The vivid realities of war, the challenges of love denied, and the graceful inner turmoil of a young novice in a cloister weave together in a beautiful étude of humanity.
Harriet Scott Chessman succeeds in writing a song of the soul in The Beauty of Ordinary Things. With well-chosen vignettes about three very different lives, this book is a brief and lovely argument against the separateness of people. It is likely to inspire gratitude for the many ways we are all connected.
Benny Finn is a Vietnam veteran who remembers the kind of man he was before he left and is drifting in the guilt and shame of his memories of combat. Believing that no one can understand, he is surprised by the closeness he feels to his brother’s girlfriend, Isabel. Chessman crafts their mutual attraction with restraint: their relationship does not follow the predictable path of forbidden love. Benny and Isabel share space and time together, mostly while carpooling, and they share confidences like old friends. Theirs is not an affair or a deception; they know they will continually be letting go of one another.
Sister Clare, who is a longtime friend of Isabel, is a novice living a secluded life in a cloister in the New Hampshire countryside. Grounded in the serenity of the pastures and gardens at the abbey, she is able to steady Benny and Isabel, but her own chosen path is no less complicated than theirs. Her love for these two friends and her desire to connect to the world outside the cloister complicates her call to serve God.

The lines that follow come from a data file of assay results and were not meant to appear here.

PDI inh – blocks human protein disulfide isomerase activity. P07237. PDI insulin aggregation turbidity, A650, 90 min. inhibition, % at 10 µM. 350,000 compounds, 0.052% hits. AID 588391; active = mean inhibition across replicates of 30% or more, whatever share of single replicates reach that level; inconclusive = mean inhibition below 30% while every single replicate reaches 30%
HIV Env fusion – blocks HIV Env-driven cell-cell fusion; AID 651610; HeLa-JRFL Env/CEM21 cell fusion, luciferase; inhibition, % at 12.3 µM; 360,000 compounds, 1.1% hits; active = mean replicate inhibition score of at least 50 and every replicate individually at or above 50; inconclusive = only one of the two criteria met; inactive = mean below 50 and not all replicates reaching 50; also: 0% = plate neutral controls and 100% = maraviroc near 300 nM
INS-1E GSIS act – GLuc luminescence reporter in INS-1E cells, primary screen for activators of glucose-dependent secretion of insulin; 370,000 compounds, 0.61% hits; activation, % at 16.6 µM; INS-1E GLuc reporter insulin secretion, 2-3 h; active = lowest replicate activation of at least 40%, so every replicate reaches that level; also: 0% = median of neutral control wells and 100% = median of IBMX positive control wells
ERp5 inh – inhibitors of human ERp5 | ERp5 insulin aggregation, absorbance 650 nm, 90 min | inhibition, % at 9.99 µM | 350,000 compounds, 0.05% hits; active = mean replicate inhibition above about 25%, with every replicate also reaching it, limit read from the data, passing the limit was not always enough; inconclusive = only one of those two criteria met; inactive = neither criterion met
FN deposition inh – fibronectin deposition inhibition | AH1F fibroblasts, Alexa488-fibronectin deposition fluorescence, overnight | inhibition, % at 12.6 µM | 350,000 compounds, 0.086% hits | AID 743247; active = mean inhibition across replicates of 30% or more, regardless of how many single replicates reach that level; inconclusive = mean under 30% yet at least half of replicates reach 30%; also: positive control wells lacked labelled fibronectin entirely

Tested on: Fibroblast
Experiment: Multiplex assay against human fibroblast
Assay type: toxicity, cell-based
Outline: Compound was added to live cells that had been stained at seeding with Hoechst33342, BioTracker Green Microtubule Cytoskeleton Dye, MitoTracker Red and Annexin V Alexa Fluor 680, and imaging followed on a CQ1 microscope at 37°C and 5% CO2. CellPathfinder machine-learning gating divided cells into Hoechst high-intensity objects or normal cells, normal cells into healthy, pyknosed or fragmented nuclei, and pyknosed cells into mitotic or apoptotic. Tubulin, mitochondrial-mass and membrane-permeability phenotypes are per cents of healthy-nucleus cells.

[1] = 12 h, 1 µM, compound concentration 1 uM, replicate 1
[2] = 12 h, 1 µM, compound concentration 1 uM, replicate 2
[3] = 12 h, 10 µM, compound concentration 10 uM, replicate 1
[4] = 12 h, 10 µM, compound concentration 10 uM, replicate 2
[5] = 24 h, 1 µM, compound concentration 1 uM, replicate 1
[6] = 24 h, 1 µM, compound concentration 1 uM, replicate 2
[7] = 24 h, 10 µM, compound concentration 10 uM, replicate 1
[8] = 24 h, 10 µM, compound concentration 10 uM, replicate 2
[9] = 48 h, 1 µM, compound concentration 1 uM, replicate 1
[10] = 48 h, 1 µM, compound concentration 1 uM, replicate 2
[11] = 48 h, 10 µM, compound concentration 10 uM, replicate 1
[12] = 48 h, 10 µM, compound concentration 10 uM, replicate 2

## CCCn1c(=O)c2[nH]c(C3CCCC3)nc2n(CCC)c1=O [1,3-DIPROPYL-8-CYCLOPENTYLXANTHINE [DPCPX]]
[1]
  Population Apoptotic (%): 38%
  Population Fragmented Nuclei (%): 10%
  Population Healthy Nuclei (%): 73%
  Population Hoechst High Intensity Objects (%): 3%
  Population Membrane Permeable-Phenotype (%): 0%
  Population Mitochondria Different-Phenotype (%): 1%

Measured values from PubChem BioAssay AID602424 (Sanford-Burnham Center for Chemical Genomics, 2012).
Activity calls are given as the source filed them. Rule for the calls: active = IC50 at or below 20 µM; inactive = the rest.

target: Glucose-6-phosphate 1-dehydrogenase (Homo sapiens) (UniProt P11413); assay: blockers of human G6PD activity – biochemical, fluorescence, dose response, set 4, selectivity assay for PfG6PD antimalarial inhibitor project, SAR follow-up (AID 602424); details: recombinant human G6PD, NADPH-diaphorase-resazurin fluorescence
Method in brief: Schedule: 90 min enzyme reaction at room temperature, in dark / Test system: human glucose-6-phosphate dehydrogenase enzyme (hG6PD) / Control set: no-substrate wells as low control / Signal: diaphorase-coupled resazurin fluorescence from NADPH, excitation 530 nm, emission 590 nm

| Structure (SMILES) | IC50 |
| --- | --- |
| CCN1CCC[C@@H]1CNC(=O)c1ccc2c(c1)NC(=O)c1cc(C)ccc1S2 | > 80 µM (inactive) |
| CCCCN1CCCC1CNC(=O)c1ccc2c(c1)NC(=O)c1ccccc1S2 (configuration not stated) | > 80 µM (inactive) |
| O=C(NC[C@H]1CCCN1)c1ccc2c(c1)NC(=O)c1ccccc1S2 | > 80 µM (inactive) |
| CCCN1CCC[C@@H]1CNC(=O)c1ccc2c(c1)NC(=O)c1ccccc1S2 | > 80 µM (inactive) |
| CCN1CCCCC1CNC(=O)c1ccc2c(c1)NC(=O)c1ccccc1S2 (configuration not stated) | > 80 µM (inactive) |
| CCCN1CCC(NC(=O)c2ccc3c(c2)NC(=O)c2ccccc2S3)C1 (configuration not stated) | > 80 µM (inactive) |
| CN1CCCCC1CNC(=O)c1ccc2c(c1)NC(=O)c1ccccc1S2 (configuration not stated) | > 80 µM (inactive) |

These three lives are quietly folded together, each person forgiving and needing the others. When Benny first meets Isabel, he says he “is like someone who doesn’t know how to sail a boat but who can’t stay off the water.” He flounders in memories of past relationships and of friends lost in combat until he discovers that “after a point you start to see that you can survive your own feelings, and the daydreams and nightmares that come to you. They don’t have to pull you off course.”
Chessman’s characters are shown as feeling unworthy of each other yet being made whole by each other. Her writing is like poetry spoken in real, soft voices. It would be hard to close this book and not feel changed.
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